These 6 fall superfoods will benefit your brain

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For those who are the Autumn’s biggest fans, it’s never too early to start dipping into the flavors, scents, and spices of the season. Even if sweater-weather, pumpkin picking, flannel shirts, apple ciders, and leaf-peeping isn’t your thing, you can tap into the resources of fall by implementing seasonally-fresh superfoods into your diet.

By definition, this category is only given to those goodies from Mother Nature that overflow with nutrients, vitamins, and antioxidants. By stopping by your local farmer’s market, you can source everything from walnuts and beets to broccoli and more during this special time of the year.

No matter if you incorporate them into a breakfast, lunch, dinner, or a snack, these bad boys will work overtime for your brain, increasing cognition and helping you to focus. Time to nibble.

Pumpkin seeds

Sure, you may need to Instagram the infamous Pumpkin Spice Latte (or the new guy in town this year, the Pumpkin Spice Cold Brew) — but the beverage won’t do much for your health. Instead, keep those seeds to the side when you carve a pumpkin with friends or family. Dr. Judy Ho, Ph.D., a triple board-certified clinical and forensic neuropsychologist and author says these little guys contain powerful antioxidants that protect our body (and mind!) from free-radical damage.

They are also considered a reliable source of zinc, which help to signal our nerves, as well as magnesium, which is essential for learning and memory. You’ll also get a dose of iron, which Dr. Ho says is essential to brain function since a deficiency in this nutrient will have you dragging.

Broccoli

It may have been your arch-nemesis as a child, but these days, it can be served in countless delicious ways. And it turns out your mom was right: it’s green and great for you, so you probably should chomp on it this fall.

Registered nutritionist and dietitian and professor Keith-Thomas Ayoob says broccoli has antioxidants that help protect our hippocampus, which is the area of our brain responds to stress. If you have a generous serving at lunch or dinner, you will receive the nutrients you need to combat any blunders that pop up during your day.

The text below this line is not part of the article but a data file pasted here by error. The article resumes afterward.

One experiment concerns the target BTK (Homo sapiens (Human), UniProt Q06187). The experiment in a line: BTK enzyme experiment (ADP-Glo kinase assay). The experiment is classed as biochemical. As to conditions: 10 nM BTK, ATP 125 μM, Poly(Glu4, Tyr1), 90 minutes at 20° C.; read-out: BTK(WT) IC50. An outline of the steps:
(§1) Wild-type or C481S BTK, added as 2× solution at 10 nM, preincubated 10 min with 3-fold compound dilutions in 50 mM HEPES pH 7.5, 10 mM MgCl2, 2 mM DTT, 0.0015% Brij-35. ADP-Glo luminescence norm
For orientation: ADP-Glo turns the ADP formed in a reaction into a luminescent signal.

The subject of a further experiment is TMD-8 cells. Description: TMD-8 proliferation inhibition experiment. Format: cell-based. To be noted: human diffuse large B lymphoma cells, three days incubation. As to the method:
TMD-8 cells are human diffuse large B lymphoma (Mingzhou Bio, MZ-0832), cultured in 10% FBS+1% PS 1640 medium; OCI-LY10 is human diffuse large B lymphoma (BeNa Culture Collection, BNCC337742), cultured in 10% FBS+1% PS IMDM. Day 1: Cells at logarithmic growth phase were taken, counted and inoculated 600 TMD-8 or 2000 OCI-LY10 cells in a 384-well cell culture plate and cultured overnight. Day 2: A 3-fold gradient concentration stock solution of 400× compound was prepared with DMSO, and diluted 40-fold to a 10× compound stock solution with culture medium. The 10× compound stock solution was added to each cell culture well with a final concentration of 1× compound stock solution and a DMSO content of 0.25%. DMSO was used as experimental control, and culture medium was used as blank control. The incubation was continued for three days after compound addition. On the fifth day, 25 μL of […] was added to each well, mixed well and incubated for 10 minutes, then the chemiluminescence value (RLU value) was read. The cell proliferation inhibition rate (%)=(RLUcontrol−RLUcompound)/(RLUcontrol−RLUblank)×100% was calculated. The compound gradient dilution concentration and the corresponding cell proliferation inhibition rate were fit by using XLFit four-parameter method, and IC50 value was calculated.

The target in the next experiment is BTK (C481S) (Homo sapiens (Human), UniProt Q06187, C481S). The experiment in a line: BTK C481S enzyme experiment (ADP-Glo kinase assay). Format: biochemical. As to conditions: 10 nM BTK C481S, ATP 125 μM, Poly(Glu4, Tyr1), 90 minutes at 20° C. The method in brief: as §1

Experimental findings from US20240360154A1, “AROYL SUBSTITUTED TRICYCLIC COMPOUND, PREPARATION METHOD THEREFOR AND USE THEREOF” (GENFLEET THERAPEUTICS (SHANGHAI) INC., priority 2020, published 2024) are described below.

Walnuts

Good news if you can’t get enough of nuts! In the fall, walnuts are in season, and Dr. Ho says they serve as an excellent source of tons of essential nutrients. These include plant-based omega-3 fats, phytosterols, and antioxidants, all of which have been shown to help reverse age-related cognitive decline.

This means if you’re having trouble remembering every-last-detail of a meeting or keeping up with your list of deliverables, a handful of these on a salad or as a standalone snack will serve you well.

Beets

Whether bright red or a muted, mustard yellow, these root veggies are nutrient superstars. As Dr. Ho explains, they serve as a source of folate and potassium, and they contain natural nitrates that boost blood flow throughout our bodies.

When this happens, Dr. Ho says we will see a difference in our natural sharpness, performance, and energy. If you’re feeling blue or seasonal depression hits you hard, beets are an even better idea.

“Beetroot may significantly impact and reduce stress-induced anxiety and depression by reducing and preventing oxidative stress in the body,” she shares.

Turmeric

Common in many Indian and Southeast Asian dishes, this unbelievably yellow spice isn’t just shocking in tint but in flavor. Dr. Ho says it makes the list of fall superfoods since it’s been shown to cross the blood-brain barrier, and directly enter our brain to benefit cells. Pretty cool right?

“It’s antioxidant and has anti-inflammatory properties that may improve memory and mood by boosting serotonin and dopamine,” she continues. “It may also help new brain cells grow through boosting brain-derived neurotrophic factors.”

So if you were looking for an excuse to add a dash into your smoothie, this is it.

Coffee

Okay, okay, coffee is appropriate (and um, necessary) no matter the season but because many harvests happen in Autumn and temperatures drop, it’s a great time to think deeply about your morning brew. As Dr. Ho explains, java has two components: caffeine and antioxidants.

Both of these can have a number of positive effects on our brain — from making us more alert to helping us concentrate. If you aren’t really ‘awake’ until you’ve finished cup number one, there’s a reason for that, since Dr. Ho says coffee has been shown to boost serotonin, a neurotransmitter that’s associated with mood and feelings of self-being.

Don’t just stop at fall either, since Dr. Ho adds drinking coffee over the long-term may also be linked to reduced risks of neurological diseases.